A recently published study shows a healthier physical work environment makes for happier workers
You and your staff spend the majority of your days in an office. It follows that workplace environment is a significant factor in one’s mental wellbeing., but ignoring environmental factors in the office can be more costly than you realize.
Decreased productivity, increased sick days, and general dissatisfaction with work can all be symptoms of an office space that is not working. Making meaningful changes to the workplace environment requires an understanding of what areas most affect staff wellness.
A recent Future Workplace Wellness Study of corporate offices across the United States and Canada, by View, Inc. and Future Workplace LLC, highlighted the correlation between a workplace environment and employee wellness. Temperature, access to natural light, air quality, and noise levels were key areas of dissatisfaction. These areas were ranked more important than fitness facilities, technology-based health tools, and access to healthy food choices.
Almost half of the respondents felt their companies could improve wellness by providing fresh and allergen-free air. Poor air quality was cited as increasing fatigue and discomfort due to irritants in the air. Solutions to poor air quality can range from air filters to no-fragrance policies to bringing in plants. In addition to enhancing air quality, plants can have a beautifying and calming effect, and can add an organic feel to a sterile workspace.
A view of the outdoors and comfortable lighting was noted as important to daily health. More natural lighting can reduce eyestrain and headaches, improve mood, and create a more inviting office. If there is no ability to access outdoor lighting, consider offering warm lights at workstations.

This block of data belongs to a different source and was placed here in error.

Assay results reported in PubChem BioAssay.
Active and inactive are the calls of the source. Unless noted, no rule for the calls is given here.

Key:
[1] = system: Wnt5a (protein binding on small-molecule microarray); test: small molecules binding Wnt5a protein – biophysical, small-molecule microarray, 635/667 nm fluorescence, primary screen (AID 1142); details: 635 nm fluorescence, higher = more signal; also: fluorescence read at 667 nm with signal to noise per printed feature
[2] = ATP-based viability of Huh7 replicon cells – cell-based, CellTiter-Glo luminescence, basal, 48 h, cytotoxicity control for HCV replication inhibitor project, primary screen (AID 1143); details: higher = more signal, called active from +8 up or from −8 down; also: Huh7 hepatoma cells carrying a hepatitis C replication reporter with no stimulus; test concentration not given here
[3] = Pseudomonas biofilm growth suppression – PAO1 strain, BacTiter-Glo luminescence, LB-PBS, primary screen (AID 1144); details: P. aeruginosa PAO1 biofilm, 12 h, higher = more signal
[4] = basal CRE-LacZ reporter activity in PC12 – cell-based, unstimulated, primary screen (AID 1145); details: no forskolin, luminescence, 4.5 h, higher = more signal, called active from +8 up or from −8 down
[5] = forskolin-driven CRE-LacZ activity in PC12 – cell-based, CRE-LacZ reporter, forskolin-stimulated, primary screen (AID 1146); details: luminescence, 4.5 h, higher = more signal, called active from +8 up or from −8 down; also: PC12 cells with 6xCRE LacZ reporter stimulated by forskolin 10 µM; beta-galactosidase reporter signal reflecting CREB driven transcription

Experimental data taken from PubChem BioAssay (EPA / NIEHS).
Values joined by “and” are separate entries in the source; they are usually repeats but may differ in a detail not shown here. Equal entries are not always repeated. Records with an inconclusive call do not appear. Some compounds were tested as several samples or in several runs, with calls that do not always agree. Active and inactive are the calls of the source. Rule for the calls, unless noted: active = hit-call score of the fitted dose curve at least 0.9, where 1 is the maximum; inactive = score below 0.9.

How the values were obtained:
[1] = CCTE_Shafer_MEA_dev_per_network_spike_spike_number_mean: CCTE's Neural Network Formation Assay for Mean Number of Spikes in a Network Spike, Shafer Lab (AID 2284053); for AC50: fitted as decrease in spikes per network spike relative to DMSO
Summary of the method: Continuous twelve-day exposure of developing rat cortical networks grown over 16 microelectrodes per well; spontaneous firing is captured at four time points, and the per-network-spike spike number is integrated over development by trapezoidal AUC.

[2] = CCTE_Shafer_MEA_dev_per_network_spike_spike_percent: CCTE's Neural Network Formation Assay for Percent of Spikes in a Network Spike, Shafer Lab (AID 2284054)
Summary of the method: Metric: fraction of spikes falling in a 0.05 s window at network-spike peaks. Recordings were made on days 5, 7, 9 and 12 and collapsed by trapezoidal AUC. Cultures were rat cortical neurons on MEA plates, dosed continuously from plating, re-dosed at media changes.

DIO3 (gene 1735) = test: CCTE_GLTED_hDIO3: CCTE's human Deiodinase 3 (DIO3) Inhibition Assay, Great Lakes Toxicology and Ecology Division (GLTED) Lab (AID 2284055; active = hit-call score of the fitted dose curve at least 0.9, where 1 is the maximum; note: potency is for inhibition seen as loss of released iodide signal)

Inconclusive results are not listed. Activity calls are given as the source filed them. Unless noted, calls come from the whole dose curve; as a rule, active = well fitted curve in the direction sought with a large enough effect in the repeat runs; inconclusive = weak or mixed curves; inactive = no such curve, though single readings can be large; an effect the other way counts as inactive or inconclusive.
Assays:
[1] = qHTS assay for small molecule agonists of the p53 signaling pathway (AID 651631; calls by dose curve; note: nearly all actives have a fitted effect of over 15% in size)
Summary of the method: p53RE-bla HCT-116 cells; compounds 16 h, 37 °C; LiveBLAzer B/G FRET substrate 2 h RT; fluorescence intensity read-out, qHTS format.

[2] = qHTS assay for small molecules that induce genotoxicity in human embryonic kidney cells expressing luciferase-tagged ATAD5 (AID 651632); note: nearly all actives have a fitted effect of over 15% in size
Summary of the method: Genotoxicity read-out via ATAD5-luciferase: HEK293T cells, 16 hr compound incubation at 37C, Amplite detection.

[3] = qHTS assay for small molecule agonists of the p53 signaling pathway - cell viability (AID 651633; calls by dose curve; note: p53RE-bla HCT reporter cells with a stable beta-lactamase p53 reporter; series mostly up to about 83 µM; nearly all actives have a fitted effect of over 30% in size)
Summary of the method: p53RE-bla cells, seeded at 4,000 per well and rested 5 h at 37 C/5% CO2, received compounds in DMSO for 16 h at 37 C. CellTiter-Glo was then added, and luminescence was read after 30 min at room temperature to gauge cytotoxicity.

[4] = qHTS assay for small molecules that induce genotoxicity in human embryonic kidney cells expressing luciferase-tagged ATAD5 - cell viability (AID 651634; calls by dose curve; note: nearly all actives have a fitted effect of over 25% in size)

About two thirds of respondents were not satisfied with office temperature. While this is sometimes solved with personal heaters or fans, ideally one would be able to control the temperature for their workspace otherwise.
Irritating noise includes co-worker conversations, ringing phones, the sound of typing on keyboards, and heating and cooling systems, which can all serve as distractions that interrupt concentration. If noise is a problem in the office that cannot be effectively reduced, consider offering a quiet room that allows an escape from the noise.
The ability to personalize the office was emphasized in the Future Workplace Wellness Study as the highest rated factor in terms of wellness for employees. To a great extent, employees have come to expect permission to personalize their workspace. The study found that the ability to personalize workspace was more important than having a pet-friendly or unlimited vacation policy. Personalization goes beyond putting pictures of family at the workstation, though. Ideally, it includes the ability to control temperature and light settings, acoustics, and areas of an office that are frequent sources of environmental dissatisfaction.
Making staff feel as comfortable as possible in the work environment goes a long way to maximizing the opportunity to improve office wellness. Take some time to sit down with your staff to brainstorm what an ideal workspace would look like for them. Involving staff in the process of creating an ideal workspace can help you easily target meaningful areas of improvement. From a no-fragrance policy, lighting at workstations, to investing in quieter keyboards, soliciting your staff’s input is the best way to creating a tailored workspace that works for your office, and reduces barriers to productivity.
Talking to your employees might also reveal some surprises in terms of your current allocation of resources. The perks or benefits you are currently investing in may not be of highest importance to your staff. For example, you might be offering your staff a gym membership when they have minimal interest in this. You might be paying a portion of their phone bill without any direct benefit to office wellness and productivity. And you might be paying for staff parking when many employees do not drive. The funds for unused perks may be better allocated to things like ergonomic office assessments, air filters, plants, artwork, and more.
Once you have started the process of improving the workplace environment, be sure to monitor whether the investments are having the desired impact on wellness and staff satisfaction. Check in with staff periodically to see if the improvements are working. Compare absenteeism pre- and post-improvement, and track whether there is an increase in billable work being performed.
Smart investing in the office environment can result in solid returns. Increased productivity, reduced absenteeism, and the overall happiness of your staff are benefits of an office environment that considers the needs of the people who spend the most time there.